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I am trying to compute the difference in timestamps and make a delta time column in a Pandas dataframe. This is the code I am currently using:

# Make x sequential in time
x.sort_values('timeseries',ascending=False)
x.reset_index(drop=True)

# Initialize a list to store the delta values
time_delta = [pd._libs.tslib.Timedelta('NaT')]

# Loop though the table and compute deltas
for i in range(1,len(x)):
    time_delta.append(x.loc[i,'timestamp'] - x.loc[i-1,'timestamp'])

# Compute a Pandas Series from the list 
time_delta = pd.Series(time_delta)

# Attach the Series back to the original df
x['time_delta'] = time_delta

It seems like there should be a more efficient / vectorized way of doing this simple operation, but I can't seem to figure it out.

Suggestions on improving this code would be greatly appreciated.

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Probably you miss:

Example code


from datetime import datetime, timedelta
import pandas as pd
from random import randint

if __name__ == "__main__":
    # Prepare table x with unsorted timestamp column
    date_today = datetime.now()
    timestamps = [date_today + timedelta(seconds=randint(1, 1000)) for _ in range(5)]
    x = pd.DataFrame(data={'timestamp': timestamps})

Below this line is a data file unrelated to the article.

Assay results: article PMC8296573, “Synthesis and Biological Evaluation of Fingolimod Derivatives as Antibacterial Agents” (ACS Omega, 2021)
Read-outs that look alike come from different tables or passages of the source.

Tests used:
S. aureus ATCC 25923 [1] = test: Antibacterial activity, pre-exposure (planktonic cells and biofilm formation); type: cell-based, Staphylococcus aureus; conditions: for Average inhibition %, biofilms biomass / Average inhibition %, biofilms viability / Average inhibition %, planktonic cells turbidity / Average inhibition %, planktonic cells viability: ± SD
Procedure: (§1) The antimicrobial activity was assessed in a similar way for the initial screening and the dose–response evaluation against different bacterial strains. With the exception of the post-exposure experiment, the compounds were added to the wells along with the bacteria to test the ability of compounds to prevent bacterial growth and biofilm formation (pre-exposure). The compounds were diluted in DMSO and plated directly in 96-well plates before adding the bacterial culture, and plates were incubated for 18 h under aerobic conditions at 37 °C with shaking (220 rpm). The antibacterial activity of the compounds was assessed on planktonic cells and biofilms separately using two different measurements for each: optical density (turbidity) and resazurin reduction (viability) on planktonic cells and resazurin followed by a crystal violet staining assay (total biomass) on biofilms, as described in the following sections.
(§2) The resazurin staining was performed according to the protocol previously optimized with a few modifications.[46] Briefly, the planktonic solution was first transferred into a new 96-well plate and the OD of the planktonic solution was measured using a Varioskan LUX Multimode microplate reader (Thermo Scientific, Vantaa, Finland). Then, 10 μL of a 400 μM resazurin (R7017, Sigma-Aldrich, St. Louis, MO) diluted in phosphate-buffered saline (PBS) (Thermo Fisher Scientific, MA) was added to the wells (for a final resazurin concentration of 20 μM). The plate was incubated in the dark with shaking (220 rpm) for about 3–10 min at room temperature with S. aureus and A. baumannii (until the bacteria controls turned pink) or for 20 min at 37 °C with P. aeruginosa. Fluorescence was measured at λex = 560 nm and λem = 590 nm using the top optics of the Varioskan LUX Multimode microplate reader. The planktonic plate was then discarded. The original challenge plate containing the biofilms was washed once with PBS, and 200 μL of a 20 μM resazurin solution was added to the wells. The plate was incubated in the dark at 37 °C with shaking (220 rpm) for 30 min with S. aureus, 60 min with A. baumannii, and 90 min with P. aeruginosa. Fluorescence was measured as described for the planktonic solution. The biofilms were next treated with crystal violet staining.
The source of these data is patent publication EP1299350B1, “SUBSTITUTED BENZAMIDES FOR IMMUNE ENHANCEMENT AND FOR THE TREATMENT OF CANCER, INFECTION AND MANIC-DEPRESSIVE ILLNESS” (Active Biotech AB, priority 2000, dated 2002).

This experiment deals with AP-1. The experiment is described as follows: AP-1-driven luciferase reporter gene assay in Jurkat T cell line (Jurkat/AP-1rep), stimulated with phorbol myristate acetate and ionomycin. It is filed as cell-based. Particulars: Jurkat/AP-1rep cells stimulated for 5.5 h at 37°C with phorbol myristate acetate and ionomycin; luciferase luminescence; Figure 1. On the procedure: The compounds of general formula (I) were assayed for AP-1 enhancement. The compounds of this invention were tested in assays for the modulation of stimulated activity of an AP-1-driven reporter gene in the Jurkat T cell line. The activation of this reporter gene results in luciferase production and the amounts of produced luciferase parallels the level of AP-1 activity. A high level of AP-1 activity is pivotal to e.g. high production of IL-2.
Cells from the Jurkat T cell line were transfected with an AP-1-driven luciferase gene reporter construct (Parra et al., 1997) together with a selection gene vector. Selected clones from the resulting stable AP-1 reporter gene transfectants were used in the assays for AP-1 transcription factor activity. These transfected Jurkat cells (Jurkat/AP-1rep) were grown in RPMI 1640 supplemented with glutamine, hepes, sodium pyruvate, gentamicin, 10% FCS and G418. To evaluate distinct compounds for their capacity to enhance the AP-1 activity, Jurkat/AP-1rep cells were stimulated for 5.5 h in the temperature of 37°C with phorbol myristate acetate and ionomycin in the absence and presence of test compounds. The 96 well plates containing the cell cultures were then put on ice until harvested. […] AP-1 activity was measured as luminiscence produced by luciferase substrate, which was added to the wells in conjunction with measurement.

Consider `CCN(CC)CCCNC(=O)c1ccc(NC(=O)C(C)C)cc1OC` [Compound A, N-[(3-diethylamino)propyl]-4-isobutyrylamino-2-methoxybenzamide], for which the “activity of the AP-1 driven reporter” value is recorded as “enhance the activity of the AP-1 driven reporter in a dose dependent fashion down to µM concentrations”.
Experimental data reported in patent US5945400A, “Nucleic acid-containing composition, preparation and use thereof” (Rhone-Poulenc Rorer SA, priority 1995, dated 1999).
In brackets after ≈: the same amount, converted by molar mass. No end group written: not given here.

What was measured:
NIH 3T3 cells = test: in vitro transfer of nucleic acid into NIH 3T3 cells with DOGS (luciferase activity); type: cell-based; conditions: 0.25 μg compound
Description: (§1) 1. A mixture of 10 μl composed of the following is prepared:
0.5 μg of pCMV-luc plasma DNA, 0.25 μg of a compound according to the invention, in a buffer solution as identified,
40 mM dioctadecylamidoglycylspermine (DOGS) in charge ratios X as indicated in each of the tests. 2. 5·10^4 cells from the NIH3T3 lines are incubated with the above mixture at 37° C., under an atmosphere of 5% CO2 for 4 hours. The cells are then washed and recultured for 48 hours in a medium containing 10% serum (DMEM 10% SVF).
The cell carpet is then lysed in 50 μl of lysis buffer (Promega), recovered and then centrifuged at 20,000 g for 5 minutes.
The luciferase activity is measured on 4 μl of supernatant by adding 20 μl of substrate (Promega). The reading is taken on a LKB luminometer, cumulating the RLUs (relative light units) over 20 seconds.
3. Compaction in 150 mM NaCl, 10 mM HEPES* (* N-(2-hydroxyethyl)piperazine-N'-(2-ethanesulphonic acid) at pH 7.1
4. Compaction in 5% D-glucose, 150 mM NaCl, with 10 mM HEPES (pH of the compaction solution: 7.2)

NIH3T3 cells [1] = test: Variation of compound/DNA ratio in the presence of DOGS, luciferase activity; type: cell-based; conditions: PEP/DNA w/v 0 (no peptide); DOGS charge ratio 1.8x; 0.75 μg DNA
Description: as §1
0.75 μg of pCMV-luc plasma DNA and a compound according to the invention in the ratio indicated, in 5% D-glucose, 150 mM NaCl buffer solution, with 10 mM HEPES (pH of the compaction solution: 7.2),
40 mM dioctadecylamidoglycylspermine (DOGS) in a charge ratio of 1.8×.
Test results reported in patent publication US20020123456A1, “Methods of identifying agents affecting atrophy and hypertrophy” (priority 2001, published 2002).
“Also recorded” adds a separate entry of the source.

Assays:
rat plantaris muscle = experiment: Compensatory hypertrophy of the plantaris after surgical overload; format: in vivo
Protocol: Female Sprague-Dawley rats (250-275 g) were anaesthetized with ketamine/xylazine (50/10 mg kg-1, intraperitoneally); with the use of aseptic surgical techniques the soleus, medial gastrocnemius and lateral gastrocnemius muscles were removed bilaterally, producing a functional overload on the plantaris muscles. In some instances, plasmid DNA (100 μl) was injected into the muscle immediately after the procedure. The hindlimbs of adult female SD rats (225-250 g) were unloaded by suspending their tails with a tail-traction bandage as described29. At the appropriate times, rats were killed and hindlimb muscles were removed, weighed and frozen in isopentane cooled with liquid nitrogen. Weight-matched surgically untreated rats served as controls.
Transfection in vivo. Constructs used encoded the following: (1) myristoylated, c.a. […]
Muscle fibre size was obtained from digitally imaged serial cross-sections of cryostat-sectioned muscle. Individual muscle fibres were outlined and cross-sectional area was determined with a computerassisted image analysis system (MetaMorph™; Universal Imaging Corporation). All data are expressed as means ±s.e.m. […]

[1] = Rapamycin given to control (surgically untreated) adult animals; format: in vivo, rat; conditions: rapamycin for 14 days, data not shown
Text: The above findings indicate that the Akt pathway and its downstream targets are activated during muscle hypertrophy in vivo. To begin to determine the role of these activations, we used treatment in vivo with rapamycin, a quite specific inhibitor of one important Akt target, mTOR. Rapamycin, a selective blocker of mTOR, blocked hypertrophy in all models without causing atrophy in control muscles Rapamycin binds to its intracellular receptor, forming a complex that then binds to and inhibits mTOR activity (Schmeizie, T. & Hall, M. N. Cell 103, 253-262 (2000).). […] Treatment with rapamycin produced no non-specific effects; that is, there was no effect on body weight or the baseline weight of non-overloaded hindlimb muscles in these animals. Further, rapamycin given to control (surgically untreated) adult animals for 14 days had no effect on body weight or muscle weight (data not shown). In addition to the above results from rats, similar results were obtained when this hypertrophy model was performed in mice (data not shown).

# Make x sequential in time
    x.sort_values('timestamp', ascending=True, inplace=True)
    # Compute time_detla
    x['time_delta'] = x['timestamp'] - x['timestamp'].shift()

    print(x)
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  • 2
    \$\begingroup\$ Using x.time_delta.diff() (possibly with -1 as argument) might be even simpler. \$\endgroup\$ – Graipher Dec 21 '18 at 16:56
  • \$\begingroup\$ Yes, x['time_delta'] = x.timestamp.diff() is simpler. \$\endgroup\$ – vaeta Dec 21 '18 at 22:46
  • \$\begingroup\$ Feel free to include it in your answer if you want. \$\endgroup\$ – Graipher Dec 21 '18 at 23:52
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Use the diff().

    x['time_delta'] = x.timestamp.diff().fillna(x['time_delta'])

This works as below, in a simpler example.

You could use the diff() Series method (with fillna to replace the first value in the series):

s = pd.Series([11, 13, 56, 60, 65])
s.diff().fillna(s)
0    11
1     2
2    43
3     4
4     5
dtype: float64

This was compiled from the comments below the current best answer (which I failed to see and kept searching), and the stack overflow link that explained it with fillna so I am hoping this can be lifted up to the top for future seekers. Happy data processing!

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